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Could it really be that simple?

By July 1, 2010June 14th, 201613 Comments

Overwhelming and depressing. That’s sometimes how this business of improving schools can feel.

I spend a fair amount of time at education conferences, where I often hang out at the McREL booth in the exhibit hall. In most big shows, the exhibit hall features rows upon rows of vendors selling new gadgets, programs, books—you name it.

I often see educators roaming the aisles of the hall with furrowed brows, their heads already swimming with new ideas they’ve heard in conference sessions now being confronted with a bazaar of new products and programs. Add to that the countless articles, reports, and blogs, and the whole overload of information can be overwhelming, if not distracting.

In a new McREL report that was released today, I wrote that, “like the crackles and whistles that break up the signal of a faraway AM radio station, the preponderance of reports, information, and ideas in the field of education may have the effect of drowning out the big ideas—the key underlying principles of what’s most important when it comes to improving the life success of all students.”

The depressing part of this business is that much of what educators have been trying to do for the past few decades doesn’t appear to have made much of a dent in closing achievement gaps or reducing dropout rates. That may be because, as several researchers have noted, the problem is not that too few programs work, but that too many things work, but only sort of—demonstrating benefits for students no greater than that of average classroom teachers left to their own devices.

With our new report, we take a different approach. Last year, a team of McREL researchers and I spent several months combing through thousands of articles and research studies on education to find practices that demonstrate the largest effects on student achievement.

The report, titled Changing the Odds for Student Success: What Matters Most, goes beyond merely identifying what works, and instead identifies what matters most—those influences and approaches that stand clearly above the rest. The report distills these influences into five “high-leverage, high-payoff” areas for improving students’ chances for life success:

  1. Guaranteeing challenging, engaging, and intentional instruction
  2. Ensuring curricular pathways to success
  3. Providing whole-child student supports
  4. Creating high-performance school cultures
  5. Developing data-driven, “high-reliability” systems.

Sure, these five areas are not exactly earth shaking. People have been talking about most of them, in one way or another, for decades.

Therein lies not the rub, but the good news. The “solution” for improving every students’ opportunities for life success has not eluded us. It’s been hidden in plain sight. What’s most needed is not some new approach, program, or innovation; rather, it appears to be simply focusing on these key principles for producing student success.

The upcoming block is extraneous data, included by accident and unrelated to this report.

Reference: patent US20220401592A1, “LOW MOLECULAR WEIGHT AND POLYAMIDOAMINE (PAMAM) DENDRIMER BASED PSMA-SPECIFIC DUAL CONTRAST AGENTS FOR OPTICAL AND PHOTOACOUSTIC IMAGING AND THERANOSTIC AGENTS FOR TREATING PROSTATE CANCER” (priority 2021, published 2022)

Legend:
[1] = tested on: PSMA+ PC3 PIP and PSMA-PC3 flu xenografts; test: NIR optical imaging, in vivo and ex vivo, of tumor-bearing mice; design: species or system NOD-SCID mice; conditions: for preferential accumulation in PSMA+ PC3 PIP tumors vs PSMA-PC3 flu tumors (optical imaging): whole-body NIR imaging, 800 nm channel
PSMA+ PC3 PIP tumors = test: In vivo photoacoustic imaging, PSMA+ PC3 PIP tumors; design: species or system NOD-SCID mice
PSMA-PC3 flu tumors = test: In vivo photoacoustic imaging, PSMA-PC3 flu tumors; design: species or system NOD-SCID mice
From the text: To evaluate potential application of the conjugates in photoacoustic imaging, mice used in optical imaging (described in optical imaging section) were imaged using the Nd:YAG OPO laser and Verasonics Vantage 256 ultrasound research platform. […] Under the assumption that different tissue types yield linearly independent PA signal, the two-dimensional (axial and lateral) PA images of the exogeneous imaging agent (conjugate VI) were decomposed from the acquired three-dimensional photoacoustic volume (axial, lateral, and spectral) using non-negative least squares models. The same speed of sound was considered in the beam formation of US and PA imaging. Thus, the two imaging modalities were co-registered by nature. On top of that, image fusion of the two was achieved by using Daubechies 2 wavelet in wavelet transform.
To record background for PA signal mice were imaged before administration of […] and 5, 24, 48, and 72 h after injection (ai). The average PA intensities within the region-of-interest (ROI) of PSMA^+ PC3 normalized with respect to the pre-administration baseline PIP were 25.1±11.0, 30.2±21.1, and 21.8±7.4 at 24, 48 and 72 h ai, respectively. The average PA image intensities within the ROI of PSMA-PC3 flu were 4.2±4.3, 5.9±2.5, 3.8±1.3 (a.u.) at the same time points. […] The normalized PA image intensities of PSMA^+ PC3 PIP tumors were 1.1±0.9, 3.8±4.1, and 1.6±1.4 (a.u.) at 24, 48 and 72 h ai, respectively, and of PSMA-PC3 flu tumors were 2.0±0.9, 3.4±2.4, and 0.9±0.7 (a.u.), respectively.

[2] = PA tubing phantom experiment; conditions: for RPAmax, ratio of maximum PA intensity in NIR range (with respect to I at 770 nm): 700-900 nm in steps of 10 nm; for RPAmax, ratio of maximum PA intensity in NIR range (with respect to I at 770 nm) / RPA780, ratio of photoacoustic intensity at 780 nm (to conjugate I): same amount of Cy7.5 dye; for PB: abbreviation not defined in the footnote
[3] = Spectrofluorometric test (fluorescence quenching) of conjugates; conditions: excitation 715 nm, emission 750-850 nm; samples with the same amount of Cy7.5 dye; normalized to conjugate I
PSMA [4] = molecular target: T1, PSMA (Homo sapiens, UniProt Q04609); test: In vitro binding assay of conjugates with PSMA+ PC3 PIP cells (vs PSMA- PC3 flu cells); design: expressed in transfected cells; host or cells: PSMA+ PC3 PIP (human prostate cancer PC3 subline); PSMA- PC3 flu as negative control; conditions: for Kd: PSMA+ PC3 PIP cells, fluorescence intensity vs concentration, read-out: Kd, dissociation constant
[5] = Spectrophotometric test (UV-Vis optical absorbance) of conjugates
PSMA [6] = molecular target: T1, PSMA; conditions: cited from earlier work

Of course, the simplest things are often the most difficult to do. Getting from here to there will require a relentless focus on effectively doing what stands out from decades of research about how to improve student outcomes.

The report is available free at I invite you to download it, read it, and let us know what you think.

Written by Bryan Goodwin.

McREL is a non-profit, non-partisan education research and development organization that since 1966 has turned knowledge about what works in education into practical, effective guidance and training for teachers and education leaders across the U.S. and around the world.


  • Kimberly Majors says:

    I really liked what you had to say in your report. I agree with your framework and what makes a teacher effective. I believe we all want classrooms that are positive and to make a difference in every child’s life. I have read a lot about similar ideas this summer and think that I do follow a lot of what I have read. What I would really like is more opportunities to see classrooms in action that follow these standards. It is easy to read ideas, make lists of what we want to change in our own classrooms, and try and implement them. For me, however, it makes a huge difference if I can “see” these classrooms in action. I wish there were more videos out there showing these ideas.

  • Thanks, Kimberly, for your comments. I agree with them—that it’s important to see these principles in action. You’ll be happy to know that subsequent editions of McREL’s magazine, Changing Schools, will go through each component of the framework, providing more concrete, specific examples. In addition, I’m expanding the report into a book for ASCD, which will include many more real-life examples. The book should be out in 2011, so stay tuned!
    In the meantime, if you’re looking for videos of effective teaching, you might check out this site:

  • mindy says:

    I really enjoyed reading your article and study. It gave me new hope as a teacher. For years at my school we have struggled with choosing the “right” program to meet the needs of all our students. I have always felt that it was not the program that mattered by the teacher and how he or she approached the teaching and learning process. This article puts it all in prospective for me and validates what I have always believed in that it is not the program it is how we teach our students and view learning and student achievement. Thanks for your insight. My school has come a long way in the past few years to discover that it is indeed the processes for which we engage our students and ourselves in, not a simple program that increases our student achievement.

  • courtney says: